Examples of whole grains include oats, quinoa, brown rice, and whole wheat. Try choosing whole grain breads and cereals when you are doing your grocery shopping, or using whole grains as a base for salads and side dishes.

Add nuts and seeds to your meals

Nuts and seeds are a tasty and convenient way to boost your fibre intake.

There are many different types of nuts and seeds to choose from, each with its own unique flavor and nutritional profile. Some high-fibre options include almonds, walnuts, chia seeds, and flaxseeds.

Nuts and seeds can be easily added to a variety of dishes to boost their fibre content. You can sprinkle a handful of nuts over your oatmeal or yogurt, or mix a tablespoon of chia seeds into your smoothie. You can also use nuts and seeds to add crunch to salads, or as a topping for baked goods.

Eat legumes

Chickpea stew with bread and cucumber

Legumes, such as beans, lentils, and chickpeas, are high in both soluble and insoluble fibre, as well as a range of other nutrients like iron, zinc, and folate.

There are many types of legumes available, such as black beans, kidney beans, lentils, and chickpeas, so you can choose between different flavours and textures.

Legumes can be added to soups, stews, and salads, or used as a base for dips like hummus. They can also serve as a plant-based protein source in dishes like veggie burgers and stir-fries. BBC Good Food has a helpful list of healthy bean recipes to give you some tasty ideas.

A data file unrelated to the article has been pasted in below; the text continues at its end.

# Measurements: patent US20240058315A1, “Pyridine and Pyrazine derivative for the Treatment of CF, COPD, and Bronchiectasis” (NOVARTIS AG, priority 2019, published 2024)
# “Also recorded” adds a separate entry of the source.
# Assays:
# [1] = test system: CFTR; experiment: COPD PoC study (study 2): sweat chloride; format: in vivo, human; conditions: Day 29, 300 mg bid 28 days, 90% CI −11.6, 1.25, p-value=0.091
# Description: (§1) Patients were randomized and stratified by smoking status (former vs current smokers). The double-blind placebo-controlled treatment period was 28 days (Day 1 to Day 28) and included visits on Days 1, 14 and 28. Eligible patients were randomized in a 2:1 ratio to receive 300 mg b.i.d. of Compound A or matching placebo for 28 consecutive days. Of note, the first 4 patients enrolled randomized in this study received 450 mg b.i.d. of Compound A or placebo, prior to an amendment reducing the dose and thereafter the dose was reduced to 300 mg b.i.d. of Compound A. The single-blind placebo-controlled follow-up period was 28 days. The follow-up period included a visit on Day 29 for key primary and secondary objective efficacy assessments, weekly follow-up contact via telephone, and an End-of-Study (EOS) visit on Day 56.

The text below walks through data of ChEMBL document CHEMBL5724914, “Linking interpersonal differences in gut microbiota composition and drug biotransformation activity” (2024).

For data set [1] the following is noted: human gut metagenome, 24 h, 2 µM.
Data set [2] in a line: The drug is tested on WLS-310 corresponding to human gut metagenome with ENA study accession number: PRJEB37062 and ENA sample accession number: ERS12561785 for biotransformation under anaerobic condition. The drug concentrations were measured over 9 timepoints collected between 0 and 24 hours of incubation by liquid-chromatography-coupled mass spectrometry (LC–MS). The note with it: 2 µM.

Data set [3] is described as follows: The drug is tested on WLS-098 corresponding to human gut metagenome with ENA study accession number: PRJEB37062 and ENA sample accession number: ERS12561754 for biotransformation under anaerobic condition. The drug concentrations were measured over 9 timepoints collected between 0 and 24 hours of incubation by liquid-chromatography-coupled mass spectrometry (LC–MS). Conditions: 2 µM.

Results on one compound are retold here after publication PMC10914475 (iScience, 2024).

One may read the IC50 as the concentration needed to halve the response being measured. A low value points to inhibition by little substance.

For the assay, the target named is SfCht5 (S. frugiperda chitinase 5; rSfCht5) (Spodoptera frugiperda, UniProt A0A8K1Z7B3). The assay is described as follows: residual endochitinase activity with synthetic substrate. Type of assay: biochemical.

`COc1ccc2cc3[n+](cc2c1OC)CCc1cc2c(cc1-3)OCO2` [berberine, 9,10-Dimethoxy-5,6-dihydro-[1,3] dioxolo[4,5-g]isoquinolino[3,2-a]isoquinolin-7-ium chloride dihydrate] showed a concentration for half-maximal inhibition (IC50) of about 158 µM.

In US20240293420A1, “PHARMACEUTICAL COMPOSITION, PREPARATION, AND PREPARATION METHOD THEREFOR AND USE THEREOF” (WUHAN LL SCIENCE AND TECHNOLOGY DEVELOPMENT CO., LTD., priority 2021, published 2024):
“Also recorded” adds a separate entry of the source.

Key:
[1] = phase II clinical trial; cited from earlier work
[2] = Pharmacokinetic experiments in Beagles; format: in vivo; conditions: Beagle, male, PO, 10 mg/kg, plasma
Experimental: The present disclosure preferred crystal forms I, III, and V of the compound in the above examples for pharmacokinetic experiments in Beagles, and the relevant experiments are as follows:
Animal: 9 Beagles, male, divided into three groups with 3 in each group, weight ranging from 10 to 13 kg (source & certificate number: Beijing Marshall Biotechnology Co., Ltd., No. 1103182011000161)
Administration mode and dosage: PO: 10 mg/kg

Include more soluble fibre in your diet

Soluble fibre is a type of fibre that dissolves in water and forms a gel-like substance in the digestive tract. This can help to lower cholesterol levels and regulate blood sugar levels.

Good sources of soluble fibre include oats, barley, apples, and beans. You can easily increase your intake of these fibre by choosing whole grain cereals and breads, or by adding a serving of oats or barley to your meals.

Apples and other high-fibre fruits are also an excellent source of soluble fiber. Try incorporating a few slices of apple into your oatmeal or yogurt, or adding them to your snacks and meals.

Snack on high-fibre foods

Bowl of almonds spilled out

When you snack on high-fibre foods, you can help to keep yourself feeling fuller for longer and may be less likely to overeat. This can be especially helpful for weight management.

Some tasty and convenient high-fibre snack options include fruit, nuts, and whole grain crackers. Nuts and seeds, such as almonds, walnuts, and chia seeds, are a great option that can be easily thrown into a bag or container for on-the-go snacking.